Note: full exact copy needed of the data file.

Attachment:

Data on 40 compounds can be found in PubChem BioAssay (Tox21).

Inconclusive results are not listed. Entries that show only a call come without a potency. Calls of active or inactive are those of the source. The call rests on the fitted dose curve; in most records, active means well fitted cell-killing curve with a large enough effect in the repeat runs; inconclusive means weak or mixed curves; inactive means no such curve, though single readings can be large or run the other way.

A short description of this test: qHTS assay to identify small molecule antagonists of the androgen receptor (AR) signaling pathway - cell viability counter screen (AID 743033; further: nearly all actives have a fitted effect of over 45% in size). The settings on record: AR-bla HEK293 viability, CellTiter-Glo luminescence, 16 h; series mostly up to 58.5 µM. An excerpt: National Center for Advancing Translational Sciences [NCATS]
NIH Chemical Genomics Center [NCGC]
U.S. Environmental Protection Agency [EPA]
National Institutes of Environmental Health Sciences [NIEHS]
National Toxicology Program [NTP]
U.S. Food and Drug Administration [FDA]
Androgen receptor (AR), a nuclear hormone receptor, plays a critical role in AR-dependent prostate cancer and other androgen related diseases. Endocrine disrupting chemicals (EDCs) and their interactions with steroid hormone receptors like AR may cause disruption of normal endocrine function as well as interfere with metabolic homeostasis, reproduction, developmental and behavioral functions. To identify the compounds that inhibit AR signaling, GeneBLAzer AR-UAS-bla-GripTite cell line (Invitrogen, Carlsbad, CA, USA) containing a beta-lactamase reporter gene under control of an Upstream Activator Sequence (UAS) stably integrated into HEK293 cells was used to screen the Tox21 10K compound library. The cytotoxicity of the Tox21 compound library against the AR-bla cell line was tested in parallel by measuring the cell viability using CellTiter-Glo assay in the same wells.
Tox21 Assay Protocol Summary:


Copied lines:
Data on 40 compounds can be found in PubChem BioAssay (Tox21).

Inconclusive results are not listed. Entries that show only a call come without a potency. Calls of active or inactive are those of the source. The call rests on the fitted dose curve; in most records, active means well fitted cell-killing curve with a large enough effect in the repeat runs; inconclusive means weak or mixed curves; inactive means no such curve, though single readings can be large or run the other way.

A short description of this test: qHTS assay to identify small molecule antagonists of the androgen receptor (AR) signaling pathway - cell viability counter screen (AID 743033; further: nearly all actives have a fitted effect of over 45% in size). The settings on record: AR-bla HEK293 viability, CellTiter-Glo luminescence, 16 h; series mostly up to 58.5 µM. An excerpt: National Center for Advancing Translational Sciences [NCATS]
NIH Chemical Genomics Center [NCGC]
U.S. Environmental Protection Agency [EPA]
National Institutes of Environmental Health Sciences [NIEHS]
National Toxicology Program [NTP]
U.S. Food and Drug Administration [FDA]
Androgen receptor (AR), a nuclear hormone receptor, plays a critical role in AR-dependent prostate cancer and other androgen related diseases. Endocrine disrupting chemicals (EDCs) and their interactions with steroid hormone receptors like AR may cause disruption of normal endocrine function as well as interfere with metabolic homeostasis, reproduction, developmental and behavioral functions. To identify the compounds that inhibit AR signaling, GeneBLAzer AR-UAS-bla-GripTite cell line (Invitrogen, Carlsbad, CA, USA) containing a beta-lactamase reporter gene under control of an Upstream Activator Sequence (UAS) stably integrated into HEK293 cells was used to screen the Tox21 10K compound library. The cytotoxicity of the Tox21 compound library against the AR-bla cell line was tested in parallel by measuring the cell viability using CellTiter-Glo assay in the same wells.
Tox21 Assay Protocol Summary: